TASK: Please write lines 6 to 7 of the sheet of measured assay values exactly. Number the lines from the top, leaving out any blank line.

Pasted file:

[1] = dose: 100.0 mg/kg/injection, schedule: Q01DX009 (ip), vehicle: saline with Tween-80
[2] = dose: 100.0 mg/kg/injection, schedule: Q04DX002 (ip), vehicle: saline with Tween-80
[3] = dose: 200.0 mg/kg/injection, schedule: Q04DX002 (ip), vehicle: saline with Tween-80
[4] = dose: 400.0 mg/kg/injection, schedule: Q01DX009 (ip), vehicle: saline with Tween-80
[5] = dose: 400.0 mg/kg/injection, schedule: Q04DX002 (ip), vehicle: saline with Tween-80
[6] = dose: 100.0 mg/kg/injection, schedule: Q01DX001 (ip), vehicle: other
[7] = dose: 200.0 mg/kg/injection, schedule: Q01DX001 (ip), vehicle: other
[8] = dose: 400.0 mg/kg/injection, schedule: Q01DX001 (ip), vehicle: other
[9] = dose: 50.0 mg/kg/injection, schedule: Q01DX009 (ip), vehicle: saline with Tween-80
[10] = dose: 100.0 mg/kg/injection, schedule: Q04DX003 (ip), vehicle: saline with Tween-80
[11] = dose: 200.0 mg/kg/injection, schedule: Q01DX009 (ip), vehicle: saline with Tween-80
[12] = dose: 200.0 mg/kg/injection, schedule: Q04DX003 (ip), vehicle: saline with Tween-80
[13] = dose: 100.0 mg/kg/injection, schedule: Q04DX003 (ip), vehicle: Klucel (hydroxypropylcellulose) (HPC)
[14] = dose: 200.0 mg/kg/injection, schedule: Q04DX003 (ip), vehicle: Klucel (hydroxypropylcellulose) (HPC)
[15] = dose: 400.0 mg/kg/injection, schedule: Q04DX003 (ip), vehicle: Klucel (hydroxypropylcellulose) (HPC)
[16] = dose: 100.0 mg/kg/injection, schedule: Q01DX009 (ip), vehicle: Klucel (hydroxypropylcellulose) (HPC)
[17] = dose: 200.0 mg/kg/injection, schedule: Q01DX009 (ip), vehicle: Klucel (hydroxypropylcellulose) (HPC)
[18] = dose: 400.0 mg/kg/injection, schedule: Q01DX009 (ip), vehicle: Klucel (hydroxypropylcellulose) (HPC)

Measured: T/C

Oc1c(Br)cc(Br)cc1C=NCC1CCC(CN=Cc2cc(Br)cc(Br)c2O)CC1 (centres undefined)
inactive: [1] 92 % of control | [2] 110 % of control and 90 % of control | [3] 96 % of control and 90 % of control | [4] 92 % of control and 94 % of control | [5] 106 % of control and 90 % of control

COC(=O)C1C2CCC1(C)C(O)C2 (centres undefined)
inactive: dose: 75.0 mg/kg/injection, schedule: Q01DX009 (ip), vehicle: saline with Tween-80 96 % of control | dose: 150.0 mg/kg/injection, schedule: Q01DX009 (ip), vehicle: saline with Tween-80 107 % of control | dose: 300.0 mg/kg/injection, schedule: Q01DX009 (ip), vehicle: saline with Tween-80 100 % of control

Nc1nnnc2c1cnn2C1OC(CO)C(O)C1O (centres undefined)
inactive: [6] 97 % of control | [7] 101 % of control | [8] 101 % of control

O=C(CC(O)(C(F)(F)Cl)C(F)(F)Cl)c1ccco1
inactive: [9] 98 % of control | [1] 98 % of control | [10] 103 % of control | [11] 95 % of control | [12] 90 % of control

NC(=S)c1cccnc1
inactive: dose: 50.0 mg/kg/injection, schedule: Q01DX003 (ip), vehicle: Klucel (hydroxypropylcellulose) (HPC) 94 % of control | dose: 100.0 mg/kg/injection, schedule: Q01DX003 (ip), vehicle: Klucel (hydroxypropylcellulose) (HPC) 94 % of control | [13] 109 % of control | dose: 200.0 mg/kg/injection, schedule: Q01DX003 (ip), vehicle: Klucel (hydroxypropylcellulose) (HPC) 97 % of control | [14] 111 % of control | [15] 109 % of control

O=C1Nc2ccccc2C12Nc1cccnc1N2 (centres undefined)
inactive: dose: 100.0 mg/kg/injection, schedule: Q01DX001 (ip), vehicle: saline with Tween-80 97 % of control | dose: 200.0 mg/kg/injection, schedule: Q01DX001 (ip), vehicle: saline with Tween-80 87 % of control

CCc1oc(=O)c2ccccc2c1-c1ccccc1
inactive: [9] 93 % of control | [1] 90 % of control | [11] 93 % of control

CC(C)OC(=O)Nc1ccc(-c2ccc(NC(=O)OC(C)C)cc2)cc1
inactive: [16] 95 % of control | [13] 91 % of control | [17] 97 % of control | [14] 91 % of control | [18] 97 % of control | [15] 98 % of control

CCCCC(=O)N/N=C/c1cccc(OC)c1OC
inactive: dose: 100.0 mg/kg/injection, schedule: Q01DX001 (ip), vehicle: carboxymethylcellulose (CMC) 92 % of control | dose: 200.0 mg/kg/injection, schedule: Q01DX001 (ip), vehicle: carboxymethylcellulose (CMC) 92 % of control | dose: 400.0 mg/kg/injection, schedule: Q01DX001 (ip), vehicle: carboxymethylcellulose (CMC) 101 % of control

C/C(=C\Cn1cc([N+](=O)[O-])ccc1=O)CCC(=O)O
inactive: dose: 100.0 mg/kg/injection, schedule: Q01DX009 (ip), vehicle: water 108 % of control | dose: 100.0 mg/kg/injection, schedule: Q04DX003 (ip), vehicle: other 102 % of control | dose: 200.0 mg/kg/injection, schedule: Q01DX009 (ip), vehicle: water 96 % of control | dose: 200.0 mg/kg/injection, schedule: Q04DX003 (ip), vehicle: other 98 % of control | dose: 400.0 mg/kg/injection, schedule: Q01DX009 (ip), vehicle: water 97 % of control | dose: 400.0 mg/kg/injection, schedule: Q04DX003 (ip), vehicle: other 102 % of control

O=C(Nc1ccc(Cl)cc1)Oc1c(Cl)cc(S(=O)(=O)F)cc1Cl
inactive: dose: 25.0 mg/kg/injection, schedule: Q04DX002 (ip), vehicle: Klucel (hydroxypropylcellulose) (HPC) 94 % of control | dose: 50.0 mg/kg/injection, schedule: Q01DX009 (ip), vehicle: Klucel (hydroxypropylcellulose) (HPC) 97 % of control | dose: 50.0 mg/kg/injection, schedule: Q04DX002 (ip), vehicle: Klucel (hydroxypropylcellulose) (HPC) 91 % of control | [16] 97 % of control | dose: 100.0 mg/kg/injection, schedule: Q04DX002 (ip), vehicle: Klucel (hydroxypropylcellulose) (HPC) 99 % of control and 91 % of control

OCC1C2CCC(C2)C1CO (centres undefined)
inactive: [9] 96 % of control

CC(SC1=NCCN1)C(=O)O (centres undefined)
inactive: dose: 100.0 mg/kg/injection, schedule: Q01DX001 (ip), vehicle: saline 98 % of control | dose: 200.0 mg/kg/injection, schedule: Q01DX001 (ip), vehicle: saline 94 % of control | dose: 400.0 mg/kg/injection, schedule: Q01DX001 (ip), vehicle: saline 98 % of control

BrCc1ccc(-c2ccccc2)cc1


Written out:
[6] = dose: 100.0 mg/kg/injection, schedule: Q01DX001 (ip), vehicle: other
[7] = dose: 200.0 mg/kg/injection, schedule: Q01DX001 (ip), vehicle: other